Conspiracy Theories in the COVID-19 Crisis and their Social & Geopolitical Consequences



16 Apr Conspiracy Theories in the COVID-19 Crisis and their Social & Geopolitical Consequences

There are a number of historically unique factors about the moment at which the COVID-19 pandemic has gripped the world, and it certainly arrived at an especially delicate moment in the trajectory of Western liberal democracies. Socially and politically, the pandemic is being experienced in the aftermath of a number of developments that have chipped away at some of the traditional tools of governance and preconditions of cohesive societies.

Of particular alarm has been the prominent role of conspiracy theories – which have been gaining an increasing degree of visibility and influence in Western political life over recent years. The rise of social media, the growth in anti-establishment political movements, the declining levels of trust in institutions, and the rising competition between social groups, have all contributed to the ‘mainstreaming’ of conspiracy theories. This phenomenon has created a sense of urgency around researching the social and political dynamics of conspiracy theories, as much of the received wisdom – for example, about the demographic and social characteristics that have typically rendered an individual vulnerable to conspiracy thinking – must now straddle ‘traditional’ conspiracy thinking and the more dynamic, politically responsive forms rearing their heads.

Conspiracy theories about public health had been assuming a greater degree of prominence well before the pandemic began to spread. In particular, the rise of the ‘anti-vax’ movement – a global community of activists and propagandists committed to undermining decades of progress in eradicating preventable disease through vaccination. This community was already diverse, bringing together anti-establishment types mistrustful of institutions, and more affluent wellness proponents, determined to exercise parental agency over their children’s health. As the internet has increased citizens’ diagnostic and educational capacities around medicine, and reduced the barriers of quality control and the hegemony of expertise, a more individualised approach – rebellious of official guidance – has become more normalised.

The sweeping pace at which this pandemic has gripped the globe, the immense powers being exerted by governments, and the complex geopolitical elements in play, have all fostered fertile ground for the activation of conspiratorial narratives. What is especially strange and troublesome about one of the most prominent conspiracy theories emerging during the pandemic is that it fuses onto one of the most enduring conspiracy theories of all time – the concerns around the potential for mobile telephones and the network towers that facilitate the technology to emit radioactive signals, damaging to citizens’ health.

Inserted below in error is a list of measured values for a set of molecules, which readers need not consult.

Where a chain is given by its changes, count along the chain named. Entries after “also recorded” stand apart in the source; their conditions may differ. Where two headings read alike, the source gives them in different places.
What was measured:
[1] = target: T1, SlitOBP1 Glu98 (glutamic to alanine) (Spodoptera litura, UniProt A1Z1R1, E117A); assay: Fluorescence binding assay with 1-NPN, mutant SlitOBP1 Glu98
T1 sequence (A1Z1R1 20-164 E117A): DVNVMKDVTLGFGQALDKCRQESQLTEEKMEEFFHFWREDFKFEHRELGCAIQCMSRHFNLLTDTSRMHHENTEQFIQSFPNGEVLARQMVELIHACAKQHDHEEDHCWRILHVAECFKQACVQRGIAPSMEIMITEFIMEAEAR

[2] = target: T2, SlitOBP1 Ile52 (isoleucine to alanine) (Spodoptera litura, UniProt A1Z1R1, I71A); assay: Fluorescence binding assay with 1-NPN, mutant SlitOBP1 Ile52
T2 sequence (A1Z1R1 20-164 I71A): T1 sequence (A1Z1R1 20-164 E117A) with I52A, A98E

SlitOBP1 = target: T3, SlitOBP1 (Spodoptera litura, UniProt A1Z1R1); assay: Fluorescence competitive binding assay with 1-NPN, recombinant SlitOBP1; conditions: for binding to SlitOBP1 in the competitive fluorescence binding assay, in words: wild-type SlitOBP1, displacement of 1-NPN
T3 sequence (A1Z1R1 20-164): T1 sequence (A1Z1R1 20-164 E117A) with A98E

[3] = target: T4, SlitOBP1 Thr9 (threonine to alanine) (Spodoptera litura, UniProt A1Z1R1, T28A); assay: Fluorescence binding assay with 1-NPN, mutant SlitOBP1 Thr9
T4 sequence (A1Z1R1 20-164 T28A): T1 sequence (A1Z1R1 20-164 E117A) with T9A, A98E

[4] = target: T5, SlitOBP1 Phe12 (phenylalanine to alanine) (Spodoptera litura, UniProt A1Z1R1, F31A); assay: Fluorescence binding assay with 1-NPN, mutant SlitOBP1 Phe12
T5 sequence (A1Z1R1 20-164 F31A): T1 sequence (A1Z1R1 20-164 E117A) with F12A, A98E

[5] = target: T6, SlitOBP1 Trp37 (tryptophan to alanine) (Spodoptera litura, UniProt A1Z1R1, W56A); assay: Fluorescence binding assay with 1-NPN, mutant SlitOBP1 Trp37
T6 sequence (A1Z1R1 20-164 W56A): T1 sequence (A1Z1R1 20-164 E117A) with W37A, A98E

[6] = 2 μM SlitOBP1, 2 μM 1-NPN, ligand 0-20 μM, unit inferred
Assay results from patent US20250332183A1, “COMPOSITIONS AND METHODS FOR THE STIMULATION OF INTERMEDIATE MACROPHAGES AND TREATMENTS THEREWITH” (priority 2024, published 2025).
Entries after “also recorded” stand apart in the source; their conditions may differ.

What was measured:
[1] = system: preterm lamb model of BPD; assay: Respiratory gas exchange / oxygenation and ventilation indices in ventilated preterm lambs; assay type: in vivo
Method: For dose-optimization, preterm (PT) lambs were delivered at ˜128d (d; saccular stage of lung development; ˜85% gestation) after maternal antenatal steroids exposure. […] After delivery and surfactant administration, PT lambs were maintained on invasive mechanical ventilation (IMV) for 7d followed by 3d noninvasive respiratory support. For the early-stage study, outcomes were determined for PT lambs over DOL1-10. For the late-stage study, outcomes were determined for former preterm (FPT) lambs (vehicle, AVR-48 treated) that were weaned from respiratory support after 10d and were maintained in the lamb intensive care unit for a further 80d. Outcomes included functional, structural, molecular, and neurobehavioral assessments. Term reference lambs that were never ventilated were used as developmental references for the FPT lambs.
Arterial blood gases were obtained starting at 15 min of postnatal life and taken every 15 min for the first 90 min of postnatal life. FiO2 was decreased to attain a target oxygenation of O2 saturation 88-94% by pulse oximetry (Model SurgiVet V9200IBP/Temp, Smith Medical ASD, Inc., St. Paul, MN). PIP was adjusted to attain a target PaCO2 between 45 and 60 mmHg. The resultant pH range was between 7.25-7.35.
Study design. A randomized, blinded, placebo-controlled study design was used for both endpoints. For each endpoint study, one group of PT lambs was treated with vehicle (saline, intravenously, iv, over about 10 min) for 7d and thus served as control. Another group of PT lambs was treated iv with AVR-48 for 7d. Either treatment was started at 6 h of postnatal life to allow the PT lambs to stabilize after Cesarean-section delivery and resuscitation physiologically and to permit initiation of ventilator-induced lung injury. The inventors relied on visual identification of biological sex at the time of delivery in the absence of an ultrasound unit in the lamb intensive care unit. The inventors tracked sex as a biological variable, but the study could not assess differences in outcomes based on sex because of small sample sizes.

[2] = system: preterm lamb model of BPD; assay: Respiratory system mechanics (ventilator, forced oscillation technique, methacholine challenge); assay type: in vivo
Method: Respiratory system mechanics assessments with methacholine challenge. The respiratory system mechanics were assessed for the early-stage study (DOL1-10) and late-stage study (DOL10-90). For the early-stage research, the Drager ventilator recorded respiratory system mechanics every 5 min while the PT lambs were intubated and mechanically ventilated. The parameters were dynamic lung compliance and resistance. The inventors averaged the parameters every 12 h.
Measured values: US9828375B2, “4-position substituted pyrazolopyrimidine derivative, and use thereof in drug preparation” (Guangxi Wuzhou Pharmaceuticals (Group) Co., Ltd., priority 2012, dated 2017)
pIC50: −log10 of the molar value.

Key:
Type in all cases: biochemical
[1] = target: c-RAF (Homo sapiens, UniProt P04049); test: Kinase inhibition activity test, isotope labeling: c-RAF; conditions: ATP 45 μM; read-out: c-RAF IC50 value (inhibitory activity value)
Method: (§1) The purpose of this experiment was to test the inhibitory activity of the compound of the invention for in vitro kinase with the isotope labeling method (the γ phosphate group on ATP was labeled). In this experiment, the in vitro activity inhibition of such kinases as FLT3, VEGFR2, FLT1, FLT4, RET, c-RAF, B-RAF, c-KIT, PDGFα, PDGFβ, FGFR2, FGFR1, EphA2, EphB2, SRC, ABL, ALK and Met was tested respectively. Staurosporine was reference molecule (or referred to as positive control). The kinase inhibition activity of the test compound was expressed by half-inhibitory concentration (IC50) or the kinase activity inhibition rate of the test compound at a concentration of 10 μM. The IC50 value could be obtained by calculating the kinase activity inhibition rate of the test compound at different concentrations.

The arrival of the pandemic also coincides with some of the most heated national debates around technology and geopolitics in recent history, with China’s early dominance in the provision of 5G mobile infrastructure compelling difficult choices for Western governments. China’s role as the origin and first epicentre of the virus appears to have provided the glue to bind these three elements – an authoritarian communist state, mobile technology networks, and a global health crisis with uneven social impacts – together into a salient and powerful narrative.

While reports of telephone masts being set alight in Britain by paranoid believers have sparked amusement, there is a darker side to many of the conspiracy narratives circulating – especially as they begin to play into more socially destructive conspiracies targeting racial and ethnic groups. In a number of Western countries, far-right activists have leveraged the sudden interest in 5G conspiracy theories to inject and promote their own despicable anti-Semitic narratives. It is also clear that the socially disruptive and emotionally testing nature of the pandemic is helping to fuel the spread of coronavirus conspiracies amongst groups not always traditionally susceptible to conspiracy narratives – with around a third of Americans believing the disease was deliberately created.

For governments – including many of those whose own leaders had propagated anti-establishment and populist messages over recent years – the need to impose and enforce wide-scale behavioural compliance to contain the spread of the pandemic renders the widespread proliferation of misinformation around coronavirus a critical public health issue. Researchers at King’s College have found that individuals subscribing to the 5G conspiracy theories around the pandemic are considerably more likely to question the need for the population to be in lockdown.